The president and the speaker faced the humiliating prospect of a major defeat on legislation promised for seven years, since the landmark health legislation was signed into law. President Trump had demanded a vote regardless, which has been scheduled for Friday afternoon. But House leaders were leaning against such a public loss.

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UPDATE 9:52 am: Congressman Mike Coffman (R-Aurora) is a “YES” vote. No surprise here, but confirmation from Brandon Rittiman at 9News:

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UPDATE 9:31 am: Here’s a comprehensive look at the vote wrangling taking place in the House. In Colorado’s Congressional delegation, only Rep. Ken Buck (R-Greeley) is considered a potential “NO” vote.

Congressman Scott Tipton (R-Cortez) is pretending that he is still undecided on the bill, but is doing everything he can to avoid media questions on the topic.

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President Trump issued an “Art of the Deal” ultimatum late Thursday on Trumpcare, urging House Republicans to put their healthcare plan to a vote one day after punting because the caucus didn’t think it had the votes for passage. As the Washington Post explains:

The stakes are higher, but once again Trump is playing the take-it-or-leave-it game. He sent his chief of staff, chief strategist and the OMB director to the Capitol last night to say that if the House does not pass the repeal-and-replace bill today, as it stands, he is going to leave Obamacare in place as the law of the land and drop the issue. Mick Mulvaney, who co-founded the Freedom Caucus, told his former colleagues last night: “The president needs this. … If for any reason it (goes) down, we’re just going to move forward with additional parts of his agenda.” White House press secretary Sean Spicer went on Fox News to echo him: “At the end of the day, this is the only train leaving the station that’s going to repeal Obamacare.”

Trump, who knows this is a high-risk gamble, is following through on his campaign promise to bring a businessman’s approach to government. Today offers a big test of how that will work out.

Rand Paul, who has been highly critical of the House legislation, brought copies of “The Art of the Deal” with him to a meeting with the Freedom Caucus last week. He urged members to brush up on Trump’s tactics. The Kentucky senator even brought a poster with a quote from a chapter on how to “use your leverage.” “The worst thing you can possibly do in a deal is seem desperate to make it,” Trump wrote. “That makes the other guy smell blood, and then you’re dead.”

Republicans are trying to push through a Trumpcare vote today by promising a host of changes to both moderates and far-right conservative groups such as the Freedom Caucus. Concessions may include eliminating federal requirements for comprehensive coverage and scrapping the requirement that insurers accept pre-existing conditions; both proposals would be hugely unpopular with a majority of Americans, but Republicans seem to be weighing whether or not it is more politically-damaging to do nothing at all than it is to approve a terrible piece of legislation.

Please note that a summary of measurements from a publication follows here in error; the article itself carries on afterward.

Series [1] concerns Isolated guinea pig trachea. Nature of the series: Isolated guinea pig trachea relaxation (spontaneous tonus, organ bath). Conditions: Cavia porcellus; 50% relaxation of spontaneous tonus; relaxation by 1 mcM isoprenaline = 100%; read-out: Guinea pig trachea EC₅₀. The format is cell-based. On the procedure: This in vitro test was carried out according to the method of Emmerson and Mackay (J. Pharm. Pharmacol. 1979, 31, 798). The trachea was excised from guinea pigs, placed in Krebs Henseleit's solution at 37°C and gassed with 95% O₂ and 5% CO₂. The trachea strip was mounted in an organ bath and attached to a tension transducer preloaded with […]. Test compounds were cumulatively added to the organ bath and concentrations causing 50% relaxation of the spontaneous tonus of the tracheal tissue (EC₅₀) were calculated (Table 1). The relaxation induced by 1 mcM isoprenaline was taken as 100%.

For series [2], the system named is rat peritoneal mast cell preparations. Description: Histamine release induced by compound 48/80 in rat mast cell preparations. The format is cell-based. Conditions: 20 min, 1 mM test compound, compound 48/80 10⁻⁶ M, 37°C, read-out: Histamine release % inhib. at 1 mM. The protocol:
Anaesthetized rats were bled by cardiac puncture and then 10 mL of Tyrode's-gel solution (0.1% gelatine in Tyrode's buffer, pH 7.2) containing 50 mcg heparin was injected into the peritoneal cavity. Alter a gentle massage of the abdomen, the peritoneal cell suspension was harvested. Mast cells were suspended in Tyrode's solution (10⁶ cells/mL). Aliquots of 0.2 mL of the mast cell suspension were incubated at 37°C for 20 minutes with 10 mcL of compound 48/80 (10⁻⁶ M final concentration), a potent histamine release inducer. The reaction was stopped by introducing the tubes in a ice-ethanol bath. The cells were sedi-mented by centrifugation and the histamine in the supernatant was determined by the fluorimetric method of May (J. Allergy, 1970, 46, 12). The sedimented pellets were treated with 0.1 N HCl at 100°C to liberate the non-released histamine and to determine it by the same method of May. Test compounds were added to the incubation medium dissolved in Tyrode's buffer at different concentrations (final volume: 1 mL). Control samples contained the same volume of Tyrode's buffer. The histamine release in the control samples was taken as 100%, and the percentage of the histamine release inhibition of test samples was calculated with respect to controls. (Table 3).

Most news outlets are reporting that a potential vote is too close to call. As of Thursday afternoon, anywhere from 30-40 Republicans were known to oppose Trumpcare; the legislation cannot pass if the House caucus can’t prevent more than 22 Republicans from voting “NO.”

Trumpcare’s Day of Reckoning

Watch this space throughout the day as new information becomes available on a potential House vote on Trumpcare.

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1:28 pm: The House punts:

 

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1:23 pm: The House has not even begun the process of moving Trumpcare toward a vote on the floor — which by itself can take several hours.

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12:45 pm: The “Freedom Caucus” may have killed Trumpcare — at least for today. As Politico explains:

President Donald Trump and conservative House Freedom Caucus members failed to strike a deal on the GOP Obamacare replacement Thursday, endangering the prospects of passage and all but assuring any immediate vote on the measure would fail.

Negotiations between Trump and the arch-conservatives opponents of the bill reached at least a temporary standstill after Freedom Caucus members were told recent concessions to the far-right were a final offer. The group rejected that, wanting more.

Trump’s inability to clinch an agreement means that Speaker Paul Ryan does not likely have the votes needed to pass the measure. [Pols emphasis] The Wisconsin Republican can afford to lose only 22 votes on the floor. The House Freedom Caucus, however, has three dozen members, who have vowed to block the bill unless they get what they want. Roughly a dozen centrist Republicans also have come out against the bill.